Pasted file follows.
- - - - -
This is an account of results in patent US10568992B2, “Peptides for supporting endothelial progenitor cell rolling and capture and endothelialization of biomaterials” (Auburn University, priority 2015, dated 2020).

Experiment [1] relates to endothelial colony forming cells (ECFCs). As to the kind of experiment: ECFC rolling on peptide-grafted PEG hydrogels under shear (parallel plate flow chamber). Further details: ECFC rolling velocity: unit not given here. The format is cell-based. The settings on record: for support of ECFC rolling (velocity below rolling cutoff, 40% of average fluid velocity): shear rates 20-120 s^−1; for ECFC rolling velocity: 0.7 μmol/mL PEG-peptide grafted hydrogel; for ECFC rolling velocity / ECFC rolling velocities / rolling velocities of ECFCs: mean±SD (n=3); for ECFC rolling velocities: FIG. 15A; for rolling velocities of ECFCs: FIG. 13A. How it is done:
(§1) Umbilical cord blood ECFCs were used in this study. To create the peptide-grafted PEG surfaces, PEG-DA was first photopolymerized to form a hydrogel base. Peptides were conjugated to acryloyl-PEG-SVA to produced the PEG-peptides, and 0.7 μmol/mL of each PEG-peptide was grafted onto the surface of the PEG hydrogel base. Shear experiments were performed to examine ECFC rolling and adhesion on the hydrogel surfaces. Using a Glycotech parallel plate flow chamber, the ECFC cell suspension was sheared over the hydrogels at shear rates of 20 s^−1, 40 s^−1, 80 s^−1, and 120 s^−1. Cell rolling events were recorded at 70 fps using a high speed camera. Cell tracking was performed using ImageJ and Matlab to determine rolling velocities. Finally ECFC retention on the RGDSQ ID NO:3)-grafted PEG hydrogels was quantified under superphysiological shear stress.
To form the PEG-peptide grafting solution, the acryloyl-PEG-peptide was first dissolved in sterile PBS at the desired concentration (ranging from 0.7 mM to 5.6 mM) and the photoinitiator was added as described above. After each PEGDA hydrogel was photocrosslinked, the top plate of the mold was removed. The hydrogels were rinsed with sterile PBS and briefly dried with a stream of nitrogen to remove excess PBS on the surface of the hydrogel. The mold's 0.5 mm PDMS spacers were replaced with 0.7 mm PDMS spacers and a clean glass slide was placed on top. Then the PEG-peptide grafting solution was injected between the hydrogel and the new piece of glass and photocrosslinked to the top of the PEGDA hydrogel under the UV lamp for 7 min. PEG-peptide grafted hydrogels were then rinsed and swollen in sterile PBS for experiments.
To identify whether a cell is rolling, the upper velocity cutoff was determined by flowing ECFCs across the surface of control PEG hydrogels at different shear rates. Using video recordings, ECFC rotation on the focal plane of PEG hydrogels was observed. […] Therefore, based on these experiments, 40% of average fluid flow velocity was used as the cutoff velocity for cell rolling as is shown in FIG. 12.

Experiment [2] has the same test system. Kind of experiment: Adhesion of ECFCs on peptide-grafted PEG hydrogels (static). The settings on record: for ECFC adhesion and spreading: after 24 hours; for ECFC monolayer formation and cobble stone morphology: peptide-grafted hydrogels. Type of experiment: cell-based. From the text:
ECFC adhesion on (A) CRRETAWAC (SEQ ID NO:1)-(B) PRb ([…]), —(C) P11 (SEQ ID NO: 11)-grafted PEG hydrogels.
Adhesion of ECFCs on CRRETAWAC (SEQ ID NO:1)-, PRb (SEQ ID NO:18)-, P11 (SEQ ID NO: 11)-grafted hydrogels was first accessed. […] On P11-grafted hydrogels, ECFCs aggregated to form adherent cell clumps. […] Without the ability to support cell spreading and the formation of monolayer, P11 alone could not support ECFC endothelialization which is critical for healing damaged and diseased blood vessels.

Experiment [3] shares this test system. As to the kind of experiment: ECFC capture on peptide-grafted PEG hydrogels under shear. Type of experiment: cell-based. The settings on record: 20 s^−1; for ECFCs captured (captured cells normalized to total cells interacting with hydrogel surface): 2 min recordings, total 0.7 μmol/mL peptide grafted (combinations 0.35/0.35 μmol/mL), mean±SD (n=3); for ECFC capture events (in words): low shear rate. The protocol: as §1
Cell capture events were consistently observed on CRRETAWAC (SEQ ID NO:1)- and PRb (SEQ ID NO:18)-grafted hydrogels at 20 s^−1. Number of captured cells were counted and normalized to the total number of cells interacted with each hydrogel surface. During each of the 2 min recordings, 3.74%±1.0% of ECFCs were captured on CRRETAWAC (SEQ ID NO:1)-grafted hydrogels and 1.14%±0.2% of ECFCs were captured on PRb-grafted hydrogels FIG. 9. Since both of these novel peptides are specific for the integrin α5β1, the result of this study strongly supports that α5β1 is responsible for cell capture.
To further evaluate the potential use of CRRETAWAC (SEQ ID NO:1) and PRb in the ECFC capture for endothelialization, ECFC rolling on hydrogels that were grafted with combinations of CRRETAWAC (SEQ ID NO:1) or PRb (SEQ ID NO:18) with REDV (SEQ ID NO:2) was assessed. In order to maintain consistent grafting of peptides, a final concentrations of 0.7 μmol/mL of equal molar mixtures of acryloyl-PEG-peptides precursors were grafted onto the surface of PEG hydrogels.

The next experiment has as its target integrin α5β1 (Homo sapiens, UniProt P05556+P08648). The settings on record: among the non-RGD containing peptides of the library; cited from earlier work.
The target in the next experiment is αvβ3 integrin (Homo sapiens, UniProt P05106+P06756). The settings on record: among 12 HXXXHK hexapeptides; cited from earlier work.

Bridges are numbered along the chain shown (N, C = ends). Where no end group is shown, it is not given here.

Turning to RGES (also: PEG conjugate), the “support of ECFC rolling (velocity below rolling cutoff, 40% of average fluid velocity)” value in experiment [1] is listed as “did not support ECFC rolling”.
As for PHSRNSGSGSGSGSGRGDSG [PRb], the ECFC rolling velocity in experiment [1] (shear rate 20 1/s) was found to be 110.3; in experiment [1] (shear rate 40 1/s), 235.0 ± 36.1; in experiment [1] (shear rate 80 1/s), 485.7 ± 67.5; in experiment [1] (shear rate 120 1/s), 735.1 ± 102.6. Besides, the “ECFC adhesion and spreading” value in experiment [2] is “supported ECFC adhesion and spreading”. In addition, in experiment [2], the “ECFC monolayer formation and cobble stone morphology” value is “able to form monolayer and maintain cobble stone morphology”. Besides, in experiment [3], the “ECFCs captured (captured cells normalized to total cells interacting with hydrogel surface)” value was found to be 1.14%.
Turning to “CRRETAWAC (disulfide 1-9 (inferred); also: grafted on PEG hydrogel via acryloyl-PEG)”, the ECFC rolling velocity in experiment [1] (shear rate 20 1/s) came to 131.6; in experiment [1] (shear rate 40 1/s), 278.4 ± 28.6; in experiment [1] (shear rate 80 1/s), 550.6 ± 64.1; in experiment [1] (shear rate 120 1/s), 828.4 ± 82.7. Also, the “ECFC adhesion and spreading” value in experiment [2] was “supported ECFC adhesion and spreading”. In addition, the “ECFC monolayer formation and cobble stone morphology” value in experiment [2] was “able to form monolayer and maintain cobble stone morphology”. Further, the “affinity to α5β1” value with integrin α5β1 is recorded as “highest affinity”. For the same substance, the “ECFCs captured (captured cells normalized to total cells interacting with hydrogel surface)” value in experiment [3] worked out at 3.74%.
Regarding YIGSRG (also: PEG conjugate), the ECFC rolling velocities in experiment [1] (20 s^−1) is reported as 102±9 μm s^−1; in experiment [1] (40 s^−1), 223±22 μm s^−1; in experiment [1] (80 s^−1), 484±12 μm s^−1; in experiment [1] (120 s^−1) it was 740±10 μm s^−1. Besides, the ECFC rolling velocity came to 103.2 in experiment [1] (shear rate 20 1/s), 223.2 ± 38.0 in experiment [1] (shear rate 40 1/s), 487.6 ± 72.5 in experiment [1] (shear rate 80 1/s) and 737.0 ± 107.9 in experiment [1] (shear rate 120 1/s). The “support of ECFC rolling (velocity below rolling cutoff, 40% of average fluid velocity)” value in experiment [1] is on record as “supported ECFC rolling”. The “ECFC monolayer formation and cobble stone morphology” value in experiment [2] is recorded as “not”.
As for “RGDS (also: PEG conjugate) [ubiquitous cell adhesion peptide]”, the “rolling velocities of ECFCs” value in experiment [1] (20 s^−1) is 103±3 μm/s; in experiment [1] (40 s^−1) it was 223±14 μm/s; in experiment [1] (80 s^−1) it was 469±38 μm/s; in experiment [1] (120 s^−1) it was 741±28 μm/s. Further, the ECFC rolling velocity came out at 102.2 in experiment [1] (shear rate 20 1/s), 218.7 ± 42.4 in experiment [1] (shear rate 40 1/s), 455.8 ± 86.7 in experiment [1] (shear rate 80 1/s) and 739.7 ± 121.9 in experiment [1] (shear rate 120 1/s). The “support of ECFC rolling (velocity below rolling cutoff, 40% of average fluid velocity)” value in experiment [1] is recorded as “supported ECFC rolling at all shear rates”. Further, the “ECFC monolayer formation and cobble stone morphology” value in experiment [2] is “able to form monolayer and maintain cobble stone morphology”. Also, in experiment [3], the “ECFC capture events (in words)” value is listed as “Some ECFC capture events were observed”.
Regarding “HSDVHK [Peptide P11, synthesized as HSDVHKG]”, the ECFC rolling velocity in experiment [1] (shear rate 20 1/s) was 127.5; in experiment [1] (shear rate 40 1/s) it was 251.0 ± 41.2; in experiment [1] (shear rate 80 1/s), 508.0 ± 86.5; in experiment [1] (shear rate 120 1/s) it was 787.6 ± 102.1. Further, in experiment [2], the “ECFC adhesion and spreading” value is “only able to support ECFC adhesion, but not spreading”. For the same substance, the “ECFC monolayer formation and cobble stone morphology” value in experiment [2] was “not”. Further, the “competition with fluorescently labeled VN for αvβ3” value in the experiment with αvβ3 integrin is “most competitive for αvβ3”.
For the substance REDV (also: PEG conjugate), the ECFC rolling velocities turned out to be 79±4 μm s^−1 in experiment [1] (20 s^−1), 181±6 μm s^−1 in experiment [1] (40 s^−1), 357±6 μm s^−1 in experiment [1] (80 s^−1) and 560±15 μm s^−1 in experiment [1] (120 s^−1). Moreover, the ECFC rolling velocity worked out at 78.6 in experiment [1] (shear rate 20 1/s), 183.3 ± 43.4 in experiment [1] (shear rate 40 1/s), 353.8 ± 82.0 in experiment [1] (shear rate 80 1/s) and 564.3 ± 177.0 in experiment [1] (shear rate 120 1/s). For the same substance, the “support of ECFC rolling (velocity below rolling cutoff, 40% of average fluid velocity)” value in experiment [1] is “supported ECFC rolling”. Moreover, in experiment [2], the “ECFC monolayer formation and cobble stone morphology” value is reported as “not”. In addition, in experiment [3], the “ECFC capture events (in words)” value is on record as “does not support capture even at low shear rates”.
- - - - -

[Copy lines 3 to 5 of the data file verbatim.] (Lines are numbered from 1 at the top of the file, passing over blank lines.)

(§1) Umbilical cord blood ECFCs were used in this study. To create the peptide-grafted PEG surfaces, PEG-DA was first photopolymerized to form a hydrogel base. Peptides were conjugated to acryloyl-PEG-SVA to produced the PEG-peptides, and 0.7 μmol/mL of each PEG-peptide was grafted onto the surface of the PEG hydrogel base. Shear experiments were performed to examine ECFC rolling and adhesion on the hydrogel surfaces. Using a Glycotech parallel plate flow chamber, the ECFC cell suspension was sheared over the hydrogels at shear rates of 20 s^−1, 40 s^−1, 80 s^−1, and 120 s^−1. Cell rolling events were recorded at 70 fps using a high speed camera. Cell tracking was performed using ImageJ and Matlab to determine rolling velocities. Finally ECFC retention on the RGDSQ ID NO:3)-grafted PEG hydrogels was quantified under superphysiological shear stress.
To form the PEG-peptide grafting solution, the acryloyl-PEG-peptide was first dissolved in sterile PBS at the desired concentration (ranging from 0.7 mM to 5.6 mM) and the photoinitiator was added as described above. After each PEGDA hydrogel was photocrosslinked, the top plate of the mold was removed. The hydrogels were rinsed with sterile PBS and briefly dried with a stream of nitrogen to remove excess PBS on the surface of the hydrogel. The mold's 0.5 mm PDMS spacers were replaced with 0.7 mm PDMS spacers and a clean glass slide was placed on top. Then the PEG-peptide grafting solution was injected between the hydrogel and the new piece of glass and photocrosslinked to the top of the PEGDA hydrogel under the UV lamp for 7 min. PEG-peptide grafted hydrogels were then rinsed and swollen in sterile PBS for experiments.
To identify whether a cell is rolling, the upper velocity cutoff was determined by flowing ECFCs across the surface of control PEG hydrogels at different shear rates. Using video recordings, ECFC rotation on the focal plane of PEG hydrogels was observed. […] Therefore, based on these experiments, 40% of average fluid flow velocity was used as the cutoff velocity for cell rolling as is shown in FIG. 12.